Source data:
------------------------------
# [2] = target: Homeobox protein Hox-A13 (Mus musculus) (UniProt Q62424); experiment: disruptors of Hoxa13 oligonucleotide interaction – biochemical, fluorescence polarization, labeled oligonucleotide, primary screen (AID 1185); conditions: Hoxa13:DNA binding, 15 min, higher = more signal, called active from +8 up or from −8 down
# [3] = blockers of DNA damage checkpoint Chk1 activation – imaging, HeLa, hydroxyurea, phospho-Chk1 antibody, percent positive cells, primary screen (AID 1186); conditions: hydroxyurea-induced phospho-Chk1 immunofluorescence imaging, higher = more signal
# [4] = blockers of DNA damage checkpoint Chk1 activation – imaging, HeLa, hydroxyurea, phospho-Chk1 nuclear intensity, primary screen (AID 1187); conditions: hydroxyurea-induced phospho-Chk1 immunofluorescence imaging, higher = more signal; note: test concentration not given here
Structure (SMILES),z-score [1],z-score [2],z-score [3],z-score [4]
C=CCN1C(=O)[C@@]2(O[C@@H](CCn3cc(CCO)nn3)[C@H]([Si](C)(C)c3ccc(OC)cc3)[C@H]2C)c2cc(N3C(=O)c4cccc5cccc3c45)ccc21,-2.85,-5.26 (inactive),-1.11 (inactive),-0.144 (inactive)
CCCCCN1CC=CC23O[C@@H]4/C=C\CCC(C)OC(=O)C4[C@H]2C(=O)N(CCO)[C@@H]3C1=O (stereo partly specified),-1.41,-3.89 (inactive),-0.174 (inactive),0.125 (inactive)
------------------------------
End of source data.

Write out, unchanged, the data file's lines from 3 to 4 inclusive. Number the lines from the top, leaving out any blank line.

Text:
# [4] = blockers of DNA damage checkpoint Chk1 activation – imaging, HeLa, hydroxyurea, phospho-Chk1 nuclear intensity, primary screen (AID 1187); conditions: hydroxyurea-induced phospho-Chk1 immunofluorescence imaging, higher = more signal; note: test concentration not given here
Structure (SMILES),z-score [1],z-score [2],z-score [3],z-score [4]